By Robin Johnson, MBA, MAPP, Robin Learning Systems, and Kristie Ondracek, CPA, CGMA, CAE, TXCPA Houston
February 2020 is not coming back!
The pandemic irreversibly altered the world of work, and post-Covid corporate highways and byways are now littered with one new buzz phrase after another: The Great Resignation, The Great Break-Up, Loud Layoffs, Quiet Quitting, Please Come Back …
Organizations of all types and sizes are trying to make sense of and adapt to “the new normal” following Covid’s complete disruption of work as we knew it. It is clear that past managerial approaches and mindsets are less effective, and perhaps ineffective, in today’s work environment. The human side of enterprise is now taking center stage for creating organizational agility, resilience and sustained success. So-called “soft skills” are now, finally, being recognized as “power skills” and are becoming part of a leader’s expected core competencies.
Disengagement, now given the alliterative title “Quiet Quitting,” is not a new phenomenon. It has been studied for at least 25 years. However, Covid brought an onslaught of mental health issues and discussions of well-being at work to the forefront of management’s attention. Some of these issues are the primary drivers of engagement and disengagement.
In at least one respect, Quiet Quitting includes a positive perspective. The fragility of life revealed by the impact of Covid has caused many employees to reconsider the belief that working overtime, climbing the corporate ladder and always pleasing the boss are the most important things in life. As stated by one worker, "There's so much more to life than working myself to death."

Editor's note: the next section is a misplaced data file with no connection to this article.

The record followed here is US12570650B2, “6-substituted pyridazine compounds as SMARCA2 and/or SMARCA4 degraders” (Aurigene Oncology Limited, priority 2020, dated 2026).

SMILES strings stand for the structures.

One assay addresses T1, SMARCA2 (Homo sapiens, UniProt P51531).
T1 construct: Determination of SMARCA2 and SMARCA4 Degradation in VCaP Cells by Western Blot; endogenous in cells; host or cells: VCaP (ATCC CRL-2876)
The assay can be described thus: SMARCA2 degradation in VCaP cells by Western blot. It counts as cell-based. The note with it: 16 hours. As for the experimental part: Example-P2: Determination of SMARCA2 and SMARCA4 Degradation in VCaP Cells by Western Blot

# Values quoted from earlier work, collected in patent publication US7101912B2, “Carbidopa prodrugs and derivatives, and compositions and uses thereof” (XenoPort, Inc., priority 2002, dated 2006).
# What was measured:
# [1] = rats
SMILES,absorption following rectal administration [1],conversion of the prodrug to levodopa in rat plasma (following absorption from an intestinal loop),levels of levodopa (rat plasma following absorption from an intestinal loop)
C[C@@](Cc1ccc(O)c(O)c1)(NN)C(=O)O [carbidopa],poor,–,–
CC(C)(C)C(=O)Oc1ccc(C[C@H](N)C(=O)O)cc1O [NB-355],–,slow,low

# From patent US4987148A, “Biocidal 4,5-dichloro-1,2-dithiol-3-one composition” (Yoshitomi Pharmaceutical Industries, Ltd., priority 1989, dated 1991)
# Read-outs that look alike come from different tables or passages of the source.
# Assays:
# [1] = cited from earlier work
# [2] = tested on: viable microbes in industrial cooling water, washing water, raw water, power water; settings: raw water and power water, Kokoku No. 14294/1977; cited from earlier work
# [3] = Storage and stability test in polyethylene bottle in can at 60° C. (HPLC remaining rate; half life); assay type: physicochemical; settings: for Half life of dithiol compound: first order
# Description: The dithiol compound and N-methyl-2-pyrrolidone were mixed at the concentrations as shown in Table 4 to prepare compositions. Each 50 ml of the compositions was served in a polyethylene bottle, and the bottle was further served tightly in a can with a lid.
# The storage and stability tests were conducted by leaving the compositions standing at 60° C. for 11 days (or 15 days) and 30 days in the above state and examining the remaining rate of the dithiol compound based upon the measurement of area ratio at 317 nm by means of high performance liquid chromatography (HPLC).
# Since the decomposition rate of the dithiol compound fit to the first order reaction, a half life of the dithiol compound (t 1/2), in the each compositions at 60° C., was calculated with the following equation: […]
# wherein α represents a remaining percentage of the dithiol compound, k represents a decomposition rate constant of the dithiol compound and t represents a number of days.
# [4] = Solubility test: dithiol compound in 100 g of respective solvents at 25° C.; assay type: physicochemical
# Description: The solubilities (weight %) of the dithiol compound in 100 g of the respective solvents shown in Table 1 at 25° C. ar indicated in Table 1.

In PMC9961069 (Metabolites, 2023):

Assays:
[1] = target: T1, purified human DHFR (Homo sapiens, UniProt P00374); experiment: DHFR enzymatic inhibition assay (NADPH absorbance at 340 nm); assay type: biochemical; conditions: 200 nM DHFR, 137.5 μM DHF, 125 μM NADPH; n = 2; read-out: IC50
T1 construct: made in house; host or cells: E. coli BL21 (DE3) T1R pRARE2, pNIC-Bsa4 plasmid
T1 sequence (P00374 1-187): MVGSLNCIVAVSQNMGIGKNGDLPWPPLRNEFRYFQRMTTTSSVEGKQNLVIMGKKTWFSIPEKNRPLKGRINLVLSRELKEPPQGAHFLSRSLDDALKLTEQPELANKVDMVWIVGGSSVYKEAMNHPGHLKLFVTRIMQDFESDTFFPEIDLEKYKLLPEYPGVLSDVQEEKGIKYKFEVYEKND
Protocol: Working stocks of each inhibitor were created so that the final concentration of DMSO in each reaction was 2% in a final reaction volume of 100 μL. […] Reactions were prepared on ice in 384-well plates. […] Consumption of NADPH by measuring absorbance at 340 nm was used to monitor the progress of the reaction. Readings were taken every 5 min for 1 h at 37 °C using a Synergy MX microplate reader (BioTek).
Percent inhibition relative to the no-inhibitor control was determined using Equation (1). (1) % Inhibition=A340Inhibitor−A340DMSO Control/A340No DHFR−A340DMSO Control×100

Another phrased it, “You are still performing your duties, but you are no longer subscribing to the ‘hustle culture mentality’ that work has to be our life. The reality is, it’s not, and your worth as a person is not defined by your labor.”
These positive nuances aside, disengaged employees that don’t leave a company physically, but “leave” emotionally and psychologically, reduce productivity and can dampen the morale of other workers. It is financially costly, disruptive and deflating to any organization.
One of the drivers of Quiet Quitting is the belief that you are not valued by an organization. Being valued shows up in such areas as providing adequate resources for employees to fulfill their responsibilities and genuine concern for their well-being.
According to research done by Deloitte, only a little over half (56%) of employees think their company’s executives care about their well-being. However, the vast majority (91%) of the executive management think their employees DO believe they care about the employees’ well-being. This huge mismatch in perception leaves managers and leaders bewildered by their employees’ seemingly inexplicable post-Covid behavior, and leaves employees frustrated by their managers’ perceived indifference.